At Geneseo, the Western Humanities I and II requirement stands as one of the most revered (and for some, hated) elements of the college's general education requirements. The classes, billed as, "A search for moral, social and political alternatives and meaning embodied in the institutions, culture and literature of Western Civilization" from earliest times to the present, are meant to facilitate a thorough understanding of the philosophical and historical groundings of our society. This, in turn, should encourage active civic understanding and involvement in the Western culture in which we live.
Recently, discussion has been raised through the College's Task Force for Curriculum Review and at the recent blackface forum about the possibility of the addition of a non-Western Humanities requirement, implementing schools of thought outside the realm of the classical European/Greco-Roman texts. While we at The Lamron maintain a strong faith in the importance of the Humanities requirement, we also believe that the implementation of a Non-Western Humanities is a legitimate action that the college should pursue.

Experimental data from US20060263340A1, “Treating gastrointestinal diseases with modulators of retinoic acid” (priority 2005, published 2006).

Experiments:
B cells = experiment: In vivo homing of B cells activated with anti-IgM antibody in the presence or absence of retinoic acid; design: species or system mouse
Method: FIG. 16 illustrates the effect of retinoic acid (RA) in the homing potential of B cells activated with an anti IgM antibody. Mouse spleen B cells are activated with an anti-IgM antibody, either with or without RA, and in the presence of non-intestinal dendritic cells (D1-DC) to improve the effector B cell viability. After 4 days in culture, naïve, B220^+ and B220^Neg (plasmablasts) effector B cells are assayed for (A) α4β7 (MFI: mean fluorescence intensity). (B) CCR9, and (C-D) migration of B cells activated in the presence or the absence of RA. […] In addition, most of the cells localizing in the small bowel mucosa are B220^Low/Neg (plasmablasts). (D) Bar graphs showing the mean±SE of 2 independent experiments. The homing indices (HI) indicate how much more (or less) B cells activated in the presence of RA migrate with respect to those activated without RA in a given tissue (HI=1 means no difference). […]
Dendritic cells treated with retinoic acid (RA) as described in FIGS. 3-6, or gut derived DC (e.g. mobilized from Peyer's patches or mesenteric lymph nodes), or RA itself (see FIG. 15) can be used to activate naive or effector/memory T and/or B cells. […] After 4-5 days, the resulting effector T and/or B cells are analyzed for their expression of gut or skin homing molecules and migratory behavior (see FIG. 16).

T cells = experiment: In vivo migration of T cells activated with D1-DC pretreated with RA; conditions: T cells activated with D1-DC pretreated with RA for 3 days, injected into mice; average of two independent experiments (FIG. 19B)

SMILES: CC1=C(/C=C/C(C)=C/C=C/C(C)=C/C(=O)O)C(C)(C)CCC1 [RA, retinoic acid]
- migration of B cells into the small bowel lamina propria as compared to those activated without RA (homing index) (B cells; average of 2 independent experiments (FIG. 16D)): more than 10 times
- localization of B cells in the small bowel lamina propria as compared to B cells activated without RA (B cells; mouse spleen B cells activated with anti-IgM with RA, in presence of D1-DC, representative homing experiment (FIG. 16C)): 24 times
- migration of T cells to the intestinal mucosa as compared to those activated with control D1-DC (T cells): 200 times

The argument can be raised that as we live in a Western society, it is only necessary that Western history and schools of thought be integrated in a Humanities requirement that encourages civic involvement in the West. But the reality is that by limiting ourselves to Plato etc., we are doing ourselves a disservice. We live in an increasingly global society, where once significant borders now mean little, and teachings of Buddha or Sun Tzu hold an equal validity in the academic realm as those of Thucydides and Jesus. One non-Western Traditions course, as currently dictated by general education requirements, cannot do justice to the full range of important non-Western texts that could serve as valuable classroom material, furthering an understanding of not just non-Western thought, but a larger view of Western society's place in an increasingly-connected planet.
The addition of a Humanities III, or, alternatively, amending Humanities I and II so as to include non-Western texts, will undoubtedly require the utilization of a significant amount of resources for curriculum review and the re-training of professors. We would not claim to be in a position to dictate to the administration the wisest course of action in this realm, but call on the Provost and other figures to explore ways through which non-Western Humanities can be implemented in some form, even if it will take years. Ultimately, it is the same necessity that dictated the original formation of the Humanities I and II requirements, to facilitate understanding of one's place in the world, which mandates the program's expansion outside the realm of its current, limited scope.